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  (BROWNSVILLE, Texas) – A Willacy County Regional Detention Center (WCRDC) guard has been charged by criminal complaint with conspiring to possess with intent to distribute cocaine, United States Attorney José Angel Moreno announced today.

Christopher George Gonzalez, 29, of Harlingen, Texas, was arrested on Wednesday, Nov. 10, 2010, and has been in federal custody pending a hearing held this morning. After today’s hearing before U.S. Magistrate Judge Felix Recio, Gonzalez was ordered released upon posting $2500 of a $50,000 bond. 

According to the criminal complaint, Gonzalez, a corrections officer at the WCRDC, having allegedly previously agreed with an undercover officer to deliver cocaine into the WCRDC, met with the undercover officer in a parking lot of a Harlingen business on Nov. 10, 2010. At that meeting, Gonzalez received two kilograms of sham-cocaine, which Gonzalez believed to be actual cocaine, and $2,000 to smuggle the cocaine – two ounces at a time – into the detention center. 

The charge carries a minimum term of imprisonment of five years and a maximum term of imprisonment of forty years, a $5 million fine and five years of supervised release, upon conviction.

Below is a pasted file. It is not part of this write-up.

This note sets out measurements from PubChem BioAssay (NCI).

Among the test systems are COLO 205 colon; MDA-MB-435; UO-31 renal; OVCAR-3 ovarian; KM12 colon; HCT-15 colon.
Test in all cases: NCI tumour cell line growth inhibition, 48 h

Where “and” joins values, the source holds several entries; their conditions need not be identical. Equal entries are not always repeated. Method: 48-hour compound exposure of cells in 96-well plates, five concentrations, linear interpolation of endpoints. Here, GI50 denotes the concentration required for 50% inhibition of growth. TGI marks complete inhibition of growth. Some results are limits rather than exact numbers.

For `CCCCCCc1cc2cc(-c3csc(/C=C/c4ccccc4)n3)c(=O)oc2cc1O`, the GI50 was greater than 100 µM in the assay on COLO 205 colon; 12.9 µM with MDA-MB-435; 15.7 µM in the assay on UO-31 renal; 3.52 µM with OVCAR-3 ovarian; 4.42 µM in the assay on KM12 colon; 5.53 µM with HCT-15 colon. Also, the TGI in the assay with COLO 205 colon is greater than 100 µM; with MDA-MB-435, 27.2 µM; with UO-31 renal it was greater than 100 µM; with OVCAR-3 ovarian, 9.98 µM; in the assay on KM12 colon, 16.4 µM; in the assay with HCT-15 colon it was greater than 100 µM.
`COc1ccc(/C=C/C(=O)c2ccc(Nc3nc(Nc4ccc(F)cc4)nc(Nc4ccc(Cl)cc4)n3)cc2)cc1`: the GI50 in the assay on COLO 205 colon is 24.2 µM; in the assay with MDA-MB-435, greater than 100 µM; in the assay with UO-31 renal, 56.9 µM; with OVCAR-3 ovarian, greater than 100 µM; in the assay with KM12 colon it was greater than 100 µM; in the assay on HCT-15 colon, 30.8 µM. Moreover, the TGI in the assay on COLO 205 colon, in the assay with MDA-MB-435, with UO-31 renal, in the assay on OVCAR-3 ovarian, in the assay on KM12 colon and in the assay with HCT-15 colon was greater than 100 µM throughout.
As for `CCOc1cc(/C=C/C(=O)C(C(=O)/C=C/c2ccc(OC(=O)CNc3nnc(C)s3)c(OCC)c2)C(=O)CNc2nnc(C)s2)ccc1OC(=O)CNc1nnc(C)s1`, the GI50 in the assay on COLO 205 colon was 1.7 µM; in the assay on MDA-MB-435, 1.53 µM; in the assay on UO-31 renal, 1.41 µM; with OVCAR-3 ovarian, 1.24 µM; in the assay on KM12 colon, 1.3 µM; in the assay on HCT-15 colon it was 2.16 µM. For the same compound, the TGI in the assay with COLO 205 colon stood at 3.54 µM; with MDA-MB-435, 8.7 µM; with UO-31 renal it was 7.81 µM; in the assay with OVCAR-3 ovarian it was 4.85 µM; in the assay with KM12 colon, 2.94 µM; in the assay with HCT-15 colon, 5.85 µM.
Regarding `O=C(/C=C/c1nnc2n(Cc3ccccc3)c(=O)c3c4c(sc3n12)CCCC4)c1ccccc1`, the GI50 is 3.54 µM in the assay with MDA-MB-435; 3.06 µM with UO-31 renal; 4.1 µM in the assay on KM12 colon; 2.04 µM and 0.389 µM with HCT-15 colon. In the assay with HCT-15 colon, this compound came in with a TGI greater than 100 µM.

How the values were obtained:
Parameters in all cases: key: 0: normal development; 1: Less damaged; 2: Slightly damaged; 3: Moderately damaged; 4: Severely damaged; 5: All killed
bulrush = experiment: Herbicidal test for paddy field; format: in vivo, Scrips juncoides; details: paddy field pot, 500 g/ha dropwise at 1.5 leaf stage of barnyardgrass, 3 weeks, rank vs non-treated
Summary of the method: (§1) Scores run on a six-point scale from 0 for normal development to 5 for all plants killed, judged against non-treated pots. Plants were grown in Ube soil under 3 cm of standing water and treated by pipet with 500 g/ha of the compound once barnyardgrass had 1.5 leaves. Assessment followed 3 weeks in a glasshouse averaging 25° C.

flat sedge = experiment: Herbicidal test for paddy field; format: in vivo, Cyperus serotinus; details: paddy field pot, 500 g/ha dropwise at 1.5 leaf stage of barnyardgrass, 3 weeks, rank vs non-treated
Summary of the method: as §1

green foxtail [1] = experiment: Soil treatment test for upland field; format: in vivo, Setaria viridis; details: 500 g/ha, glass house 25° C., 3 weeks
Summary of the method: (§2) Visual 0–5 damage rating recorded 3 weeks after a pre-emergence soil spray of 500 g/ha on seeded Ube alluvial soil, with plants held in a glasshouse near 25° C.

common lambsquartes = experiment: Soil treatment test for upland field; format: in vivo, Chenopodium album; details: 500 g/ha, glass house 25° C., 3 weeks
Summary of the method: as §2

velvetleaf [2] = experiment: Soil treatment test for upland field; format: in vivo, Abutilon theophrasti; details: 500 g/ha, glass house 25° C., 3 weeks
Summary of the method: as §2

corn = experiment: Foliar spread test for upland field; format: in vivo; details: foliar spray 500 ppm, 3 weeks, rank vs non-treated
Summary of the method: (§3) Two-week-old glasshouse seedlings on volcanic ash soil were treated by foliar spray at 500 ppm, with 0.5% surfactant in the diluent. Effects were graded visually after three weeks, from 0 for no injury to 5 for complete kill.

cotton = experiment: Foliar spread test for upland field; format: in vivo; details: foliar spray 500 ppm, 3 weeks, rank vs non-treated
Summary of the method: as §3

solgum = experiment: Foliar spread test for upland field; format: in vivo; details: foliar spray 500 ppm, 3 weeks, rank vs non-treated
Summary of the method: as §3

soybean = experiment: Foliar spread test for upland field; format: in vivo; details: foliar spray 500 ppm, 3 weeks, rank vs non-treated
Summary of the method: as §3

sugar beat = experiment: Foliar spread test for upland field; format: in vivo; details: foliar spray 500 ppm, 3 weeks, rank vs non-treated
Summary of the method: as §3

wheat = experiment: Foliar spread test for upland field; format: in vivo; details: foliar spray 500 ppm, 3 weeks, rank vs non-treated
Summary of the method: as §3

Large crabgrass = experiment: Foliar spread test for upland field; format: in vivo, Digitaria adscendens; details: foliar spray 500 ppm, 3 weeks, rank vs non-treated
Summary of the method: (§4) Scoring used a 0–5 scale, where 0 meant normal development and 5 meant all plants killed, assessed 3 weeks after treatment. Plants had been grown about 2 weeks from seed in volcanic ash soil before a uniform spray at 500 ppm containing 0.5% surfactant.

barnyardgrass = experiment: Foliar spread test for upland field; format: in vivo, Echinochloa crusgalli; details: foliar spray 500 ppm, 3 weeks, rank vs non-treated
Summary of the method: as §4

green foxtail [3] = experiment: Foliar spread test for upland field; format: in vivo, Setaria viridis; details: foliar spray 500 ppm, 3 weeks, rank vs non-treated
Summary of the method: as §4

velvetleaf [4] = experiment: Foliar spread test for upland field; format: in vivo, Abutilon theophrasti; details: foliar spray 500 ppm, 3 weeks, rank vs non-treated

In addition to the bond, Judge Recio further ordered several additional conditions with which Gonzalez must abide including radio frequency (passive) monitoring, no travel outside Cameron County and no contact with or from anyone at or from the detention center (including other employees). 

The Willacy County Regional Detention Center is a privately managed facility which houses inmates, including those with pending federal charges. 

This case is the result of an investigation by the Texas Department of Public Safety, Houston High Intensity Drug Trafficking Area task force and the United States Marshals Service. Assistant United States Attorney Joseph Leonard is prosecuting the case.  

A criminal complaint is merely an allegation of criminal conduct, not evidence.

A defendant is presumed innocent unless and until proven guilty through due process of law.

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